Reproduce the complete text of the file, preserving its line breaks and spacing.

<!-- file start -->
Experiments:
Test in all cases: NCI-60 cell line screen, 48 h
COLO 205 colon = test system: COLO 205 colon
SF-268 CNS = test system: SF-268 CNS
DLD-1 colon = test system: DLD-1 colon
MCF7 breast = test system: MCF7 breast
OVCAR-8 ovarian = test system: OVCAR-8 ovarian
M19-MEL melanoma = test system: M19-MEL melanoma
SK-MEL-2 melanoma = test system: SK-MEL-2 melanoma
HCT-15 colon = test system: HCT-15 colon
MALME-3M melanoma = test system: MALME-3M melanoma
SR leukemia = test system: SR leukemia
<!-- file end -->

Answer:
Experiments:
Test in all cases: NCI-60 cell line screen, 48 h
COLO 205 colon = test system: COLO 205 colon
SF-268 CNS = test system: SF-268 CNS
DLD-1 colon = test system: DLD-1 colon
MCF7 breast = test system: MCF7 breast
OVCAR-8 ovarian = test system: OVCAR-8 ovarian
M19-MEL melanoma = test system: M19-MEL melanoma
SK-MEL-2 melanoma = test system: SK-MEL-2 melanoma
HCT-15 colon = test system: HCT-15 colon
MALME-3M melanoma = test system: MALME-3M melanoma
SR leukemia = test system: SR leukemia